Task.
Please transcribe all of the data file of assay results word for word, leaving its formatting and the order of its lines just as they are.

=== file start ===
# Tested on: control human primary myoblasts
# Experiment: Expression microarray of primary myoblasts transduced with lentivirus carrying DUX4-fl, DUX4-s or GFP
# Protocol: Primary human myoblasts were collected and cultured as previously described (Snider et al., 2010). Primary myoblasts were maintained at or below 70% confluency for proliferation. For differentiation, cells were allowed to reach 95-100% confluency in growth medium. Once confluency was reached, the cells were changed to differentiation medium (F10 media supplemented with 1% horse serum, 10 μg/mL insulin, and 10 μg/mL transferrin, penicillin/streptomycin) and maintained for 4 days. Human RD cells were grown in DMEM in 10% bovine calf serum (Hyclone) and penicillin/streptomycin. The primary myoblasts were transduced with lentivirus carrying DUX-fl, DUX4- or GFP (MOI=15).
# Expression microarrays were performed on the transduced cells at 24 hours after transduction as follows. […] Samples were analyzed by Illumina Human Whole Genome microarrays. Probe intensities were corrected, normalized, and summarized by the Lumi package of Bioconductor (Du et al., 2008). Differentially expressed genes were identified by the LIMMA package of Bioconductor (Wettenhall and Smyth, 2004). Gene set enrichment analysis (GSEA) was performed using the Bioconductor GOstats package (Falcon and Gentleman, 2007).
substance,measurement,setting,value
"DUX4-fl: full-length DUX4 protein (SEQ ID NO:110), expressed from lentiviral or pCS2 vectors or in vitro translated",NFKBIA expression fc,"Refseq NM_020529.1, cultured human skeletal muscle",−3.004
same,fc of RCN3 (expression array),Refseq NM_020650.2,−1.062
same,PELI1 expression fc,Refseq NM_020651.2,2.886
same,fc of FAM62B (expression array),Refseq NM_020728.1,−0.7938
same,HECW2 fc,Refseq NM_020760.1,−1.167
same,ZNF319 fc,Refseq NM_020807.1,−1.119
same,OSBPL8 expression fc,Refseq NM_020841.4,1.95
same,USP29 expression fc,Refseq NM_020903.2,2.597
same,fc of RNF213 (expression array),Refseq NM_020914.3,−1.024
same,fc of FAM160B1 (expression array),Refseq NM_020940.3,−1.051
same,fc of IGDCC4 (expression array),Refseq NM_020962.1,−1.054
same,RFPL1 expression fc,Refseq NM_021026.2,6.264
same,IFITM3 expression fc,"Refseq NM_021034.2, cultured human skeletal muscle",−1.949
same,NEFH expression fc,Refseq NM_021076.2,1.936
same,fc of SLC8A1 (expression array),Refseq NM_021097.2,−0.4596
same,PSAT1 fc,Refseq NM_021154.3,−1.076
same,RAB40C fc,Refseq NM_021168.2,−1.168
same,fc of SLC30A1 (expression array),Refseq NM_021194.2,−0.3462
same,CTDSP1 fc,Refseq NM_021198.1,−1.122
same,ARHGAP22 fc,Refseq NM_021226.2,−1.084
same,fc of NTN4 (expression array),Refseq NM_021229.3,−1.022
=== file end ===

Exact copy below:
# Tested on: control human primary myoblasts
# Experiment: Expression microarray of primary myoblasts transduced with lentivirus carrying DUX4-fl, DUX4-s or GFP
# Protocol: Primary human myoblasts were collected and cultured as previously described (Snider et al., 2010). Primary myoblasts were maintained at or below 70% confluency for proliferation. For differentiation, cells were allowed to reach 95-100% confluency in growth medium. Once confluency was reached, the cells were changed to differentiation medium (F10 media supplemented with 1% horse serum, 10 μg/mL insulin, and 10 μg/mL transferrin, penicillin/streptomycin) and maintained for 4 days. Human RD cells were grown in DMEM in 10% bovine calf serum (Hyclone) and penicillin/streptomycin. The primary myoblasts were transduced with lentivirus carrying DUX-fl, DUX4- or GFP (MOI=15).
# Expression microarrays were performed on the transduced cells at 24 hours after transduction as follows. […] Samples were analyzed by Illumina Human Whole Genome microarrays. Probe intensities were corrected, normalized, and summarized by the Lumi package of Bioconductor (Du et al., 2008). Differentially expressed genes were identified by the LIMMA package of Bioconductor (Wettenhall and Smyth, 2004). Gene set enrichment analysis (GSEA) was performed using the Bioconductor GOstats package (Falcon and Gentleman, 2007).
substance,measurement,setting,value
"DUX4-fl: full-length DUX4 protein (SEQ ID NO:110), expressed from lentiviral or pCS2 vectors or in vitro translated",NFKBIA expression fc,"Refseq NM_020529.1, cultured human skeletal muscle",−3.004
same,fc of RCN3 (expression array),Refseq NM_020650.2,−1.062
same,PELI1 expression fc,Refseq NM_020651.2,2.886
same,fc of FAM62B (expression array),Refseq NM_020728.1,−0.7938
same,HECW2 fc,Refseq NM_020760.1,−1.167
same,ZNF319 fc,Refseq NM_020807.1,−1.119
same,OSBPL8 expression fc,Refseq NM_020841.4,1.95
same,USP29 expression fc,Refseq NM_020903.2,2.597
same,fc of RNF213 (expression array),Refseq NM_020914.3,−1.024
same,fc of FAM160B1 (expression array),Refseq NM_020940.3,−1.051
same,fc of IGDCC4 (expression array),Refseq NM_020962.1,−1.054
same,RFPL1 expression fc,Refseq NM_021026.2,6.264
same,IFITM3 expression fc,"Refseq NM_021034.2, cultured human skeletal muscle",−1.949
same,NEFH expression fc,Refseq NM_021076.2,1.936
same,fc of SLC8A1 (expression array),Refseq NM_021097.2,−0.4596
same,PSAT1 fc,Refseq NM_021154.3,−1.076
same,RAB40C fc,Refseq NM_021168.2,−1.168
same,fc of SLC30A1 (expression array),Refseq NM_021194.2,−0.3462
same,CTDSP1 fc,Refseq NM_021198.1,−1.122
same,ARHGAP22 fc,Refseq NM_021226.2,−1.084
same,fc of NTN4 (expression array),Refseq NM_021229.3,−1.022